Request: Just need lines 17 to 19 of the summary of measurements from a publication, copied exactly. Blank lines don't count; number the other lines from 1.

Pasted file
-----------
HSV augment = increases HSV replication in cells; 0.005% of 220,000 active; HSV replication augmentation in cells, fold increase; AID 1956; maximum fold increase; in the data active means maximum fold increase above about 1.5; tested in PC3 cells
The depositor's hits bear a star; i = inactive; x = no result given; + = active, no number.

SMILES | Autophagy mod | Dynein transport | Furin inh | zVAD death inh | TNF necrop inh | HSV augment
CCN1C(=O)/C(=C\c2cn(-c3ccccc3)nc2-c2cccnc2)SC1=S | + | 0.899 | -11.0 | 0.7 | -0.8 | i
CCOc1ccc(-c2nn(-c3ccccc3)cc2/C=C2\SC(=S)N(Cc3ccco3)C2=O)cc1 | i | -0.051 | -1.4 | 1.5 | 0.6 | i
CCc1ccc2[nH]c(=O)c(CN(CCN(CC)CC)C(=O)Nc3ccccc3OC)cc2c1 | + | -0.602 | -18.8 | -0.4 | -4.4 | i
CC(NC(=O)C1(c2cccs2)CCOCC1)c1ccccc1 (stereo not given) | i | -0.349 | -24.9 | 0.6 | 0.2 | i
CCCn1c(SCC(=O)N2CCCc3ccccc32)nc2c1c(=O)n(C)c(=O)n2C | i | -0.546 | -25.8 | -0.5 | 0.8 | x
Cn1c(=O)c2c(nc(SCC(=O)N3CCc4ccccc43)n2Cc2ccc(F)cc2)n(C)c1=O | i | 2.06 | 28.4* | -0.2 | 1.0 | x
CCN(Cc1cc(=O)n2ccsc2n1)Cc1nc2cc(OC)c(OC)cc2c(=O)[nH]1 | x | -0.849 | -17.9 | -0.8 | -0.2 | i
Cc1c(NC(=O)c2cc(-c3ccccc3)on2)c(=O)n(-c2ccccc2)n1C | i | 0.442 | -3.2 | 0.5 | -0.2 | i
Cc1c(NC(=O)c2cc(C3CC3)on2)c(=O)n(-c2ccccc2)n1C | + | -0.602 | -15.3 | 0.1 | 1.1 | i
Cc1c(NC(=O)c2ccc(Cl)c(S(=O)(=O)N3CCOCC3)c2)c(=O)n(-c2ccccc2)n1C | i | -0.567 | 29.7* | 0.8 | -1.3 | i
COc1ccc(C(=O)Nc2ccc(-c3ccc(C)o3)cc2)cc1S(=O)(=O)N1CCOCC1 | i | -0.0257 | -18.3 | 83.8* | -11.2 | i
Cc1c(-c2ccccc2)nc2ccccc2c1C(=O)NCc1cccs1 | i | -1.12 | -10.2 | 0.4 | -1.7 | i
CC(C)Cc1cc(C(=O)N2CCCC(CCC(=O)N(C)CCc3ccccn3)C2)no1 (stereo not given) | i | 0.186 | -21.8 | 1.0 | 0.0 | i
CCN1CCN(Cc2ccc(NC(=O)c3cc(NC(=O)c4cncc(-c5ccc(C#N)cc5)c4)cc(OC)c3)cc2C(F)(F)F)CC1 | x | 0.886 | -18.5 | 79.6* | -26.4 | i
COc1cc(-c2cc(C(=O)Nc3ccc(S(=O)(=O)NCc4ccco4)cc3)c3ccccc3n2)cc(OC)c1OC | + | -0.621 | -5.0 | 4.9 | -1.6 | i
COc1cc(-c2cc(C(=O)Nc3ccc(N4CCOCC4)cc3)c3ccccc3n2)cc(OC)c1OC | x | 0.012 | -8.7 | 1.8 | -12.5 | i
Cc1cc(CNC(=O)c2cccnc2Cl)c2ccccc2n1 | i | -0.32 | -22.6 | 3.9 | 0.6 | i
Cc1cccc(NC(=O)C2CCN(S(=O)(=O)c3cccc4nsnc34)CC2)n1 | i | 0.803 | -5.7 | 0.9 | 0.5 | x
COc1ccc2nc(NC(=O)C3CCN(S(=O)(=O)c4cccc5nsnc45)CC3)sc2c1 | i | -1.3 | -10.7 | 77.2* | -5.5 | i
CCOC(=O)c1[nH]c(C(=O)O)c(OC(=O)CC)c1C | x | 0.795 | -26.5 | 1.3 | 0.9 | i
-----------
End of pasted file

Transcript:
CCN1CCN(Cc2ccc(NC(=O)c3cc(NC(=O)c4cncc(-c5ccc(C#N)cc5)c4)cc(OC)c3)cc2C(F)(F)F)CC1 | x | 0.886 | -18.5 | 79.6* | -26.4 | i
COc1cc(-c2cc(C(=O)Nc3ccc(S(=O)(=O)NCc4ccco4)cc3)c3ccccc3n2)cc(OC)c1OC | + | -0.621 | -5.0 | 4.9 | -1.6 | i
COc1cc(-c2cc(C(=O)Nc3ccc(N4CCOCC4)cc3)c3ccccc3n2)cc(OC)c1OC | x | 0.012 | -8.7 | 1.8 | -12.5 | i